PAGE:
How does language and form of a poem influence the way you think and feel about it?

Sample essay using the 2005 onwards anthology. Poems used are On My first Sonne, Anne Hathaway, Sonnet 130 and Mother, at any distance.

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How does language and form of a poem influence the way you think and feel about it?
Language can be instrumental in the way a poem will make you feel. On my first Sonne by Ben Jonson
(OMFS by BJ) is a eulogy, and is written in a melancholy tone: `as what he loves may never like too
much.' Anne Hathaway by Carol Ann Duffy (AH by CAD) also deals with loss, but in a more accepting
tone: `my living, laughing love'. The idea of romantic love and using a sonnet to demonstrate this
links with Shakespeare's Sonnet 130 (130 by WS), however, the tone reads as confused about his
feelings: `my mistress' eyes are nothing like the sun'. Similarly, you could also read Mother, at any
distance by Simon Armitage (MAAD by SA) as being confused as well; `I spacewalk through...where
something has to give'. Our emotions mold themselves around the emotions of the poems, which
helps the poems influence how we think and remember the poems.
The theme of love surrounds all of these poems and links them, and language helps support this.
Romantic love is used in 130 and AH, and very romantic language is used, for example in AH, CAD
writes: `the bed we loved in', which immediately makes us feel that history was wrong and he did
love her. In 130, WS writes: `And yet, by heaven, I think my love as rare/as any she belied with false
compare', showing that despite of all her imperfections, he still loves her. Another type of love is
used in OMFS and MAAD, which is parent-child love. In MAAD, SA uses a irritable sort of tone,
showing that even though he loves his mother, he is a grown up and would like some freedom, as
referenced by the last line, `to fall or fly'. This could also interpret as even though he wants freedom,
he knows if he falls his mother will catch him. It is completely different in OMFS, the poet's son has
just died, and it is a last goodbye of sorts. He even calls his son `his best piece of poetrie', which
states that his son is his best work, or is the best thing he has done, surpassing his writing talents.
All four of these poems are sonnets, and this show that these are all poems of love. None of them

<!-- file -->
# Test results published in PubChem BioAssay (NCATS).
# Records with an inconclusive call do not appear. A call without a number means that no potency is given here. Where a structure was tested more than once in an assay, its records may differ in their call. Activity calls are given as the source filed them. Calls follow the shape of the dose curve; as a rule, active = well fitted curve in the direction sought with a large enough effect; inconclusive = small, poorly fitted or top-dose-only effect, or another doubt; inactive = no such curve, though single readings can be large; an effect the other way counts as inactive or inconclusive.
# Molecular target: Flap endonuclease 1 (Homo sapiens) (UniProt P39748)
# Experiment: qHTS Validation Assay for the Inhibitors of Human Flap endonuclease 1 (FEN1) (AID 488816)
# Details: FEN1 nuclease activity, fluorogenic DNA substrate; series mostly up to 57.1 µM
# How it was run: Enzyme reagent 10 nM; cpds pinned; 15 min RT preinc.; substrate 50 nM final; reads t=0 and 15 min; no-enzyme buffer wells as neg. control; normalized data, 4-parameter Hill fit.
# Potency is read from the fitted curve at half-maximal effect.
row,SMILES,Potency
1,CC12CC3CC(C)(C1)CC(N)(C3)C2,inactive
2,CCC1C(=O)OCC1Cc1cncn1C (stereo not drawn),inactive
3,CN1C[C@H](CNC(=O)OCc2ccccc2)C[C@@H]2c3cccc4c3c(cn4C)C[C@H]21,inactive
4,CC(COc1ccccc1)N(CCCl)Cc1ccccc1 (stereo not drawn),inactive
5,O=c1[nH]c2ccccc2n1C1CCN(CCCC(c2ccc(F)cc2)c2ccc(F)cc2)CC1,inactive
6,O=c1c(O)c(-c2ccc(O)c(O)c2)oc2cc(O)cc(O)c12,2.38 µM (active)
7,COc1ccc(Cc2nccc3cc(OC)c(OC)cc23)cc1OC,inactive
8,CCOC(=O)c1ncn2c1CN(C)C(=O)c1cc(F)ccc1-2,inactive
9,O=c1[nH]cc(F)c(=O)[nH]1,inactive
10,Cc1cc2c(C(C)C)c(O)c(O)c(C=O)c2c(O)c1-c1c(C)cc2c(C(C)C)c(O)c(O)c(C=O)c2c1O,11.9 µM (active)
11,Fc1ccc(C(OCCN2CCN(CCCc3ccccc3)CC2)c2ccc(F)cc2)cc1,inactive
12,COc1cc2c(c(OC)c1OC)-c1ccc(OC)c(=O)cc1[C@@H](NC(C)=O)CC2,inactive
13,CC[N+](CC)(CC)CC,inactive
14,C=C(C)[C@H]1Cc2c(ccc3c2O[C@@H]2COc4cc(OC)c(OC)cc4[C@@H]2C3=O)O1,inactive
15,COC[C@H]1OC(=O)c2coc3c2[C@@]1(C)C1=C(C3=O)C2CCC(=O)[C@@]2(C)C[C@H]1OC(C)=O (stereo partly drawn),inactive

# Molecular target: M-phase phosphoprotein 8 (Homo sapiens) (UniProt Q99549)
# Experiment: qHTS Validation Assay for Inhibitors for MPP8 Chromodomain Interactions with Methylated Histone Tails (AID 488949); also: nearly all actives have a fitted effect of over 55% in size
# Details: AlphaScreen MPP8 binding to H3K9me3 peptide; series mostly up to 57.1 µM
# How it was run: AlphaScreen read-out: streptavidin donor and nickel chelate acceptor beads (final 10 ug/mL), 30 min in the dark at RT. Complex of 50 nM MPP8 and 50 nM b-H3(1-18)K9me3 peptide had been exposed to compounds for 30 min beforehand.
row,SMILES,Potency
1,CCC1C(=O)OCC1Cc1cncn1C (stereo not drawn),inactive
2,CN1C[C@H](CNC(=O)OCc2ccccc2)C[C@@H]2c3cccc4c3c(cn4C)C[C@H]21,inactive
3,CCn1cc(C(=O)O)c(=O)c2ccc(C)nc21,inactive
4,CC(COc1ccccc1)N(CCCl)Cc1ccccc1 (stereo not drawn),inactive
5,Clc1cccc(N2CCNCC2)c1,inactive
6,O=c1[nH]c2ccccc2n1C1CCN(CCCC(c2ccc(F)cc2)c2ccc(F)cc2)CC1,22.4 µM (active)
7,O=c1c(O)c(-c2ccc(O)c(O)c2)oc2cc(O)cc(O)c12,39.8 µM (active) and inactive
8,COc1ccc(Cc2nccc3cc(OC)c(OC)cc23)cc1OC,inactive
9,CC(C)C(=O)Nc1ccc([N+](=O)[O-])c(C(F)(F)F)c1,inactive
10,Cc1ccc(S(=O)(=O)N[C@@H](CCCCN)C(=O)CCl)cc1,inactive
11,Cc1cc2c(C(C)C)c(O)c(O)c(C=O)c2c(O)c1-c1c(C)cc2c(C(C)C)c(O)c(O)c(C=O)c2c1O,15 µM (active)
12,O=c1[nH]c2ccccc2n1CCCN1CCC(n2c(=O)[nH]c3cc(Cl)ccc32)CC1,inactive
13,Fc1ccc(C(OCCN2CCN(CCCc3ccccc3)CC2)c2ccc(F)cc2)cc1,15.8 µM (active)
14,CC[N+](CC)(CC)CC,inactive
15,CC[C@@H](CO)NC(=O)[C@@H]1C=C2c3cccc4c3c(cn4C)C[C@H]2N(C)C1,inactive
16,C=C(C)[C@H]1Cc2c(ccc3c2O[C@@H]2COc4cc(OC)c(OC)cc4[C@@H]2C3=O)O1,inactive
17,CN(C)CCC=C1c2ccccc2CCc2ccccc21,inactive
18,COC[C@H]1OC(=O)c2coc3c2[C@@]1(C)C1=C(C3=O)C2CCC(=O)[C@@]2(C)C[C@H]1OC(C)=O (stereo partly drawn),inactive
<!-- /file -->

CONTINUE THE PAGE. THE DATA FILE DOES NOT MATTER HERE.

are in traditional sonnet form, and this could be for a number of reasons. In AH, the persona of Anne
Hathaway has written a sonnet somewhat like WS, but it is changed, to show that he has died, and his
art has died with him. The rhythm changes as, almost a tribute to Shakespeare, and the end couplet,
instead of being two lines like in a Shakespearian sonnet, is two and a half, using enjambment like a
monologue, which shows that she is reading her last speech to her husband, or justifying him leaving
the second best bed to her. OMFS is 12 lines, which is two short of a traditional sonnet, because it is
parental love and his son's life has been cut short: `seven yeeres tho'wert lent to me...' The rhyming
couplets in the poem show his constant love for his son. MAAD is almost a sonnet, but with 15 lines,
showing parent-child love again, but it could also symbolise that his mother is overprotecting him.
The internal rhyme in the poem shows their closeness and how he is trying to put some space
between them: `two floors below your fingertips still pinch/the last one-hundredth of an inch...' 130
is written in traditional form, but what makes it unusual is the fact that he is insulting her all the way
through the poem, until the volta, which sums up his feelings for her. The fact that all of these are
sonnets makes us remember them for being love poems, and therefore makes it more upsetting to
remember a poem like OMFS.
In conclusion, the language can influence your feelings about that poem very strongly, e.g. in OMFS,
we can tell it is a eulogy straight away y the fact that the first word is farewell. It can change how we
feel completely, and the form, especially if it is a sonnet, can help us remember the poem well.


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